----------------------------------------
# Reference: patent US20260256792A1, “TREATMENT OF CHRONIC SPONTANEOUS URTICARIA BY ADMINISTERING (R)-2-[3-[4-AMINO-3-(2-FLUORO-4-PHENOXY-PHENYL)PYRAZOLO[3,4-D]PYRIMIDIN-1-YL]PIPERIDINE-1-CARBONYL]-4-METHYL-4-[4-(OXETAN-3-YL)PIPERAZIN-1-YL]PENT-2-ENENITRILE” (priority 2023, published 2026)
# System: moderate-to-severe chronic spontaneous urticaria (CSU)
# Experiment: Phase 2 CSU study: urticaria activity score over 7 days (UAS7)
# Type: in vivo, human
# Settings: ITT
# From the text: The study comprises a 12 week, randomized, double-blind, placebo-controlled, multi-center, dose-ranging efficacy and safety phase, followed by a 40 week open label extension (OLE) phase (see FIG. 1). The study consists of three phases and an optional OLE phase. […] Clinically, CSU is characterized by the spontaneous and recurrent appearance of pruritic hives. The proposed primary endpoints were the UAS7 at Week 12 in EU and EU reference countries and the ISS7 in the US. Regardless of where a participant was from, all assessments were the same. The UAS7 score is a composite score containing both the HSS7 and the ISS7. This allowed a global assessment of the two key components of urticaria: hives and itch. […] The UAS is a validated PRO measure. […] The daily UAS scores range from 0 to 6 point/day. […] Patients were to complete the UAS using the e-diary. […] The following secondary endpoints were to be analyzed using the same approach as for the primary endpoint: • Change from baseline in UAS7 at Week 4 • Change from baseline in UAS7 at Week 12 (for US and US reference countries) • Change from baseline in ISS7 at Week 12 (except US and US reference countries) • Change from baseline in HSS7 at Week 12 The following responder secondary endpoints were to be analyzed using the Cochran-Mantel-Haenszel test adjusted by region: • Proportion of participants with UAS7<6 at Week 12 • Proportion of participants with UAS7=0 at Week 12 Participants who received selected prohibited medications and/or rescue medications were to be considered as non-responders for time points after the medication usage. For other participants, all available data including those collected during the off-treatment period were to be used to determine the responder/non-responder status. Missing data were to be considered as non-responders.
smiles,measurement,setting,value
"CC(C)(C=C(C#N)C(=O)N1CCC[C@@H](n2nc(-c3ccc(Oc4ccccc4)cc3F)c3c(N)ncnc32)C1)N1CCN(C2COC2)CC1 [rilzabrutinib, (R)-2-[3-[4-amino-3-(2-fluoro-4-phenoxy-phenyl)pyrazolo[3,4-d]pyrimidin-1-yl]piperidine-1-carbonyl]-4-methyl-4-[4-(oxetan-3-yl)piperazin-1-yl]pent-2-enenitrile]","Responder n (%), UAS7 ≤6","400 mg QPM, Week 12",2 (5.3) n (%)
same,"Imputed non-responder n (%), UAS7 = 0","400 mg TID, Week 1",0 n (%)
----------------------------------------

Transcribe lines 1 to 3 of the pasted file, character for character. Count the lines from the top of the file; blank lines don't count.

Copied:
# Reference: patent US20260256792A1, “TREATMENT OF CHRONIC SPONTANEOUS URTICARIA BY ADMINISTERING (R)-2-[3-[4-AMINO-3-(2-FLUORO-4-PHENOXY-PHENYL)PYRAZOLO[3,4-D]PYRIMIDIN-1-YL]PIPERIDINE-1-CARBONYL]-4-METHYL-4-[4-(OXETAN-3-YL)PIPERAZIN-1-YL]PENT-2-ENENITRILE” (priority 2023, published 2026)
# System: moderate-to-severe chronic spontaneous urticaria (CSU)
# Experiment: Phase 2 CSU study: urticaria activity score over 7 days (UAS7)